I decided just to melt it and let it sit in the pan for a few over medium-low heat to see if I got anything brown. I didn't. Maybe I didn't let it heat long enough. What I DID get, though, was butter separation. The oily stuff stayed on the bottom and foamy stuff came to the top. I didn't skim it, though that seemed like something logical to do. Again, hmmm.
Well, cookies are cookies, and I'll be dadgummed if I didn't just decide to use the mysterious melt anyway. I poured it into my mixing bowl and added the sugars and mixed away. As I mentioned in the directions above, this didn't look like the usual "Cream butter and sugar" outcome. I thought the cookies would be runny because of the melt. Of course, that didn't keep me from plowing ahead ... there were cookies on the horizon and nothing was going to stop me! So I proceeded to add everything else, following the directions. I threw in some coconut at the end because (a) I love coconut (b) I found half a bag of it in my freezer and (c) I thought it would add an exotic flair.
The cookies held up nicely.
They didn't run and flatten out at all.
In fact, the dough was pretty sturdy, and when I rolled it into balls it wasn't sticky at all.
What I don't know is if the sturdiness of the dough is due to the melted butter or the coconut. Hmmm.
3/4 c. canola oil
1 c. white vinegar
3/4 c. sugar
1 tsp. salt
1 tsp. pepper
1 tsp. garlic powder
2 tsp. dried mustard
1 medium red onion
1 green pepper
1 can chickpeas
1 can diced tomatoes (or 3/4 c. chopped fresh tomatoes)
1 package mostaccioli pasta
Cook pasta according to package and drain.
Mix oil, vinegar, sugar, salt, pepper, garlic powder, and dried mustard in a bowl for dressing.
Chop onion and pepper. Add with chickpeas and tomatoes to the dressing.
Stir in the pasta.
Cover and chill for 24 hours.
I confess that I didn't know that mostaccioli existed, much less was edible, until this salad showed up. But now I know. And, oh, goodness. Am I ever glad I know about it now. The longer this sticks around, the better it gets. 24 hours is good, but don't be afraid to let it sit longer. The flavor of the dressing gets all up in the pasta's space ... proof of this: our friends Aaron and Catherine brought this to the bloggiversary Friday night potluck; there was one serving left in the bottom of the bowl that we kept in the fridge for a week (yes! a week!) that I promptly consumed upon returning to town from our Thanksgiving travels. Incredible, yes, delightfully incredible.
I'm making this one again.
Now, if I can only find the mostaccioli aisle in Kroger ...
A quilting and sewing blog.
I'm new at quilting so I can't really promise much, but I want to share what I am doing. And this is the time to do it ... I've got my Christmas projects underway, lots of plans for next year, and a few completed projects laying around the house. At least I'll have the first few posts taken care of ...
We had four desserts at the potluck: dark chocolate brownies, no-bake chocolate oatmeal cookies, chocolate cupcakes with espresso buttercream frosting, and pound cake with chocolate sauce. My friends must know about my thing for chocolate.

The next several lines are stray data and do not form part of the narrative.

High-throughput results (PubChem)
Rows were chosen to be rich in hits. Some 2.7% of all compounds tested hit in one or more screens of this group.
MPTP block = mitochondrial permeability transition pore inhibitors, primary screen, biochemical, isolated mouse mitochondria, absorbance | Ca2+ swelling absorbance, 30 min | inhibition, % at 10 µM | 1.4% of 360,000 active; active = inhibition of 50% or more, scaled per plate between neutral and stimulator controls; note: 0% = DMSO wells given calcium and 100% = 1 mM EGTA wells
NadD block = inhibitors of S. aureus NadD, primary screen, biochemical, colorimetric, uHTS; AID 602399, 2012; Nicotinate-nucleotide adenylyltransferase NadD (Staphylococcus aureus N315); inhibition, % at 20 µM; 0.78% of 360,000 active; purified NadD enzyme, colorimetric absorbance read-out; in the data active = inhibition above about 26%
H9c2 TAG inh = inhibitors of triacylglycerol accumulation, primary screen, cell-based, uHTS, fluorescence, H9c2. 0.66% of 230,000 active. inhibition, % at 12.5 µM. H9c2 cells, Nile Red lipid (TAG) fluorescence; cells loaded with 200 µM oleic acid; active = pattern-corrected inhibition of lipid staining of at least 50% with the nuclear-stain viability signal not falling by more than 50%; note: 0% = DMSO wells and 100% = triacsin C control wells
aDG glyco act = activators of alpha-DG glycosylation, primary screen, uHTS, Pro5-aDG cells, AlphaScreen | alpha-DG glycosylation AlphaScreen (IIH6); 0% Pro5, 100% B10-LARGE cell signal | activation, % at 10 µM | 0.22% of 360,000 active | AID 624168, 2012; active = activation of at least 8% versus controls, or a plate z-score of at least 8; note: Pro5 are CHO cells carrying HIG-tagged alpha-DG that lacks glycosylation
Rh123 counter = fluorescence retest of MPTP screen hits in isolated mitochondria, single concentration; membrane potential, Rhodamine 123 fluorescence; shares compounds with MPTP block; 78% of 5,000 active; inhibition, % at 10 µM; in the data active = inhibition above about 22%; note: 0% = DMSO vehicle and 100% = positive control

Here is the recipe for the cupcakes.
Easiest Chocolate Cake makes 32 cupcakes
Recipe found in Sarah Magid’s Organic and Chic cookbook and here
2 1/4 cups organic all-purpose flour 2 cups organic cane sugar 1 cup unsweetened cocoa powder 2 teaspoons baking soda 1/2 teaspoon salt1 tablespoon vanilla extract 2/3 cup organic canola oil 2 teaspoons organic white distilled vinegar2 cups cold water
1. Preheat the oven to 350 degrees. Line cupcake tins with cupcake liners, set aside
2. In a large bowl, place sifter on top and add dry ingredients. (Or you can sift each ingredient and mix together in the large bowl).
3. In a medium bowl, mix all wet ingredients together.
4. Slowly add wet ingredients to dry, using a whisk to incorporate.
5. Using a ladle or spoon, pour batter into cupcake liners, filling batter 2/3 up in each liner.
6. Bake for 25 minutes, until a tester inserted in the center comes out clean.
Let cool before frosting.
Espresso Whipped Buttercream
Makes 3 1/2 cups
2 sticks unsalted organic butter 1 cup organic cane sugar 1 cup organic whole milk 1/4 cup sifted organic all purpose flour 1 1/2 teaspoons strong espresso (either from a shot or from powdered espresso)
1. In small saucepan, combine 1/4 cup of the milk and flour, whisk until there are no lumps, then slowly add remaining 3/4 cup milk. Over medium-high heat, whisk frequently until mixture is thick and bubbling, remove from heat. Keep stirring and let cool to room temperature. (You can cheat by flash chilling in the freezer).
2. In standing mixer, add softened butter and beat until fluffy, about 3 minutes. Then add sugar and beat for 3 more minutes until mixture is light and thick.
3. Add cooled milk/flour mixture, and beat for 4-5 minutes until it is thickened and creamy.
4. With mixer on low speed, add espresso, and whip at high speed for 1 minute.
5. Frost cupcakes, or cover with plastic wrap and keep in refrigerator up to 3 days. If refrigerated, make sure it comes to almost room temperature then re-beat for fluffy texture.
Good news! This recipe can be adapted to those of us who don't have organic cane sugar laying around - just use regular flour, sugar, and oil. Either way, the cupcakes and espresso frosting taste like heaven. This is the second time in a month that I have had the extreme pleasure of eating these delights from Mary's kitchen, and I'm afraid that I will never allow her to bring any other dessert to a potluck. I won't judge you if you make a batch for me, just to see how they compare to Mary's. I may have to eat six or seven of yours just so I can give a well-informed statement about the quality of your cupcakes and buttercream frosting. And then take a few home to see what Mr. rhymeswithsmile thinks of them too. I'm just saying. I want to be fair to you.
Andrea and Tim